'The Voice' Recap: Knockout Round Concludes With Two Saves and a Steal

Trae Patton/NBC
Adam Levine, Kelly Clarkson, Jennifer Hudson and Blake Shelton on The Voice.

The Knockouts wrapped up on The Voice Monday night, with nine more artists advancing to next week’s Live Playoffs. This season’s key advisor Mariah Carey joined coaches Adam Levine, Blake Shelton, Kelly Clarkson and Jennifer Hudson in preparing the performers for their head-to-head matchups. Clarkson and Shelton both had saves left heading into the night, and Hudson had a steal remaining.

The first pairing came from Team Kelly: Chevel Shepherd and Sarah Grace. Shepherd leaned into her country sound and chose to sing “Travelin’ Soldier” by the Dixie Chicks. Carey worked with her on her storytelling abilities. In her final performance, she showcased impressive confidence and control for a young singer. It was a solid pop-country performance that played to her strengths.

Grace meanwhile sang “I’d Rather Go Blind” by Etta James, showing off her bluesy tone. Carey helped her on her phrasing, yielding another mature, confident performance from a teen singer. She tapped into the emotions of the song, and Levine praised her ability to emote. Clarkson chose Shepherd as the winner but then used her save to keep Grace in the competition, too.

Next up were DeAndre Nico and Jake Wells from Team Adam. Nico, who was a four-chair turn, sang “Wanted” by Hunter Hayes. In rehearsal, they changed the key so that Nico could showcase his upper register, and the choice paid off. He gave a soulful performance and made the song his own.

Wells sang “Yellow” by Coldplay, accompanying himself on the piano. The performance didn’t stand on its own as well as Nico’s, but he made some interesting creative choices and still managed to connect even while staying behind the piano. However, Levine chose Nico as the winner, and Wells went home.

Team Jennifer’s Anthony Arya and Kennedy Holmes followed. Arya sang “Operator” by Jim Croce, which was perfectly in his lane. He had fun with it, showcasing his throwback sound, but it wasn’t the most memorable performance.

At just 13-years-old, Holmes is one of the youngest artists left in the competition, and she went with a bold song choice, performing “What About Us” by Pink. She had a huge range and impressive creative instincts, possessing experience beyond her years. Hudson unsurprisingly chose Holmes as the winner, and Arya departed the competition.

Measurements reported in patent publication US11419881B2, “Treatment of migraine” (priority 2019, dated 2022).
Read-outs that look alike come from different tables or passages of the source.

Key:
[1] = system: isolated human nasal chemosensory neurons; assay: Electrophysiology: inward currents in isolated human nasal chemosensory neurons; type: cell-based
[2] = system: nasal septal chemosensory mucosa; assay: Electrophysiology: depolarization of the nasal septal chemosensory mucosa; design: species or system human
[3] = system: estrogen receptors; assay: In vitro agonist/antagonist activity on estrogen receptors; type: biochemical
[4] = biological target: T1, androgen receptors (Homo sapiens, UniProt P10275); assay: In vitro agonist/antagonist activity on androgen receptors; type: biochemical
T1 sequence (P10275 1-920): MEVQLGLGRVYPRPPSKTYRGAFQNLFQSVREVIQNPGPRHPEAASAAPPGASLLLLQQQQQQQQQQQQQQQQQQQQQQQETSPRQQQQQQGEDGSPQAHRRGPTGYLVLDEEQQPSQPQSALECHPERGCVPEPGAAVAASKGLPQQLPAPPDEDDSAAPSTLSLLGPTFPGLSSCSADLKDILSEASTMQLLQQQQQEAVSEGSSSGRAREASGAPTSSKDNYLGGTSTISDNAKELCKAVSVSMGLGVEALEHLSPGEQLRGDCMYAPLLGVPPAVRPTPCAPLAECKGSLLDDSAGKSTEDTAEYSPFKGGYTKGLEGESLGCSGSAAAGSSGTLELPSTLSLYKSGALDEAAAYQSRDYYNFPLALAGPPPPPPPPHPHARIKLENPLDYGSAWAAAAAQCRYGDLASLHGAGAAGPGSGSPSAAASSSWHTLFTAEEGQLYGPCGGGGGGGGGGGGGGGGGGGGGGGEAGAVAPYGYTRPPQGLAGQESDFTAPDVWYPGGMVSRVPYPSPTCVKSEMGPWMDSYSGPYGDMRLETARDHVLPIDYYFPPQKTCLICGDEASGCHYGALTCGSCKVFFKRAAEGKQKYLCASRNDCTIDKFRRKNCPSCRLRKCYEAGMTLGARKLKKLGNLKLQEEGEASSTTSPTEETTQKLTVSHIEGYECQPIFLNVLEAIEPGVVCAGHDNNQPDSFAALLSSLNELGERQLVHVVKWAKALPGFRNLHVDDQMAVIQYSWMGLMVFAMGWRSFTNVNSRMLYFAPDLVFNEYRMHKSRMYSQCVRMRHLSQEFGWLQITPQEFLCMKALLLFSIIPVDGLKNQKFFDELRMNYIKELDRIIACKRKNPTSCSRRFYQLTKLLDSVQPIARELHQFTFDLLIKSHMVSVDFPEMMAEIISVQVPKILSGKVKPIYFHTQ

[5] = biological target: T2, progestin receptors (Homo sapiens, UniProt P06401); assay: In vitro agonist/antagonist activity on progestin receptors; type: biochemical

Colton Smith and Kirk Jay from Team Blake followed with a pair of evenly matched performances. Smith sang “Lady Marmalade,” which was an ambitious song to pick, but he has proven in the past that he has big range and can excel at unexpected song choices.

Jay gave a more typical performance for Team Blake, keeping with his country roots in his cover of “In Case You Didn’t Know” by Brett Young. He also proved able to hit the high notes, and he connected with the emotions of the song, conveying strong storytelling. Shelton went with the conventional country singer, choosing Jay as the winner. Then Hudson stole Smith, who started out on her team earlier in the season before Shelton stole him.

Next up were Team Adam’s Delaney Silvernell and Steve Memmolo. Silvernell made another bold song choice of the evening, singing “Praying” by Kesha. She made it her own without making too many changes to the original melody, giving a powerful and emotional performance that stood out.

Memmolo sang “Unaware” by Allen Stone, and Levine encouraged him in rehearsal to lean into his falsetto. He also gave a layered, emotional performance and had a gorgeous tone. Levine surprised by choosing Memmolo as the winner, and Silvernell went home—the biggest upset of the evening.

For the final Knockout of the season, a save was guaranteed since Shelton still had one left. Team Blake’s Chris Kroeze and Michael Lee faced off, with Kroeze singing “Burning House” by Cam. Showing off strong artistry, he came up with his own arrangement, and those risks paid off, making his performance memorable.

Lee sang “Whipping Post” the Allman Brothers, accompanying himself on the guitar but not letting his instrument-playing overpower his vocals. He made strong artistic choices, too. Shelton could have gone with anyone as the winner, so he flipped a coin and Lee won. But then Shelton saved Kroeze, keeping them both in the competition.

The remaining artists will compete in the live shows starting next week on NBC.

This article originally appeared in THR.com.


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